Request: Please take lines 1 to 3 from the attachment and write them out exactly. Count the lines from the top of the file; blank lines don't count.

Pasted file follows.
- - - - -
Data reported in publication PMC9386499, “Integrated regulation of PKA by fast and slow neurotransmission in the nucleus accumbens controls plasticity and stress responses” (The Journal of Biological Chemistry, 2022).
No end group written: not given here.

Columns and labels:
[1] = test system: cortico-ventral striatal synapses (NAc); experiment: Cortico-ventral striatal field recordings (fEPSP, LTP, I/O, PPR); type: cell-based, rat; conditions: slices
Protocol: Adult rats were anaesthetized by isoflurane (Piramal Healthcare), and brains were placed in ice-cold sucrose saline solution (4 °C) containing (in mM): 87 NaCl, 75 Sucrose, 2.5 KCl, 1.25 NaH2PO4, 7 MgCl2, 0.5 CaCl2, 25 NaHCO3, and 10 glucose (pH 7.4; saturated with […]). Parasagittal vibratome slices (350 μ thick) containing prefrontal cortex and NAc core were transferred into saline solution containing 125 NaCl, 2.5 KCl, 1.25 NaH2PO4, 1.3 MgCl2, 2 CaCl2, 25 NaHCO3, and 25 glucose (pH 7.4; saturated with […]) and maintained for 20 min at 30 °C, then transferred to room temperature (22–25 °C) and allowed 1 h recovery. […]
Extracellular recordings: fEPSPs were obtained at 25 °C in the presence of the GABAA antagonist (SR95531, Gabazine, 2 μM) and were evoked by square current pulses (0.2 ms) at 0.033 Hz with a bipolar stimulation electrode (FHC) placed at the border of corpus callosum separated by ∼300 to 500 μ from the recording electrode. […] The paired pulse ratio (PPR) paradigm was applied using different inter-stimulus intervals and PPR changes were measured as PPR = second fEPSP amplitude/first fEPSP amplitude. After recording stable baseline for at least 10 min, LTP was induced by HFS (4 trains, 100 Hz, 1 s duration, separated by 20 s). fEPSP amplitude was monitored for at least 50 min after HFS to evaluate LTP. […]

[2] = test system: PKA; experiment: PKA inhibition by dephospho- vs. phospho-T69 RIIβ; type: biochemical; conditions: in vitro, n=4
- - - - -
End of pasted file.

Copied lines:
Data reported in publication PMC9386499, “Integrated regulation of PKA by fast and slow neurotransmission in the nucleus accumbens controls plasticity and stress responses” (The Journal of Biological Chemistry, 2022).
No end group written: not given here.

Columns and labels: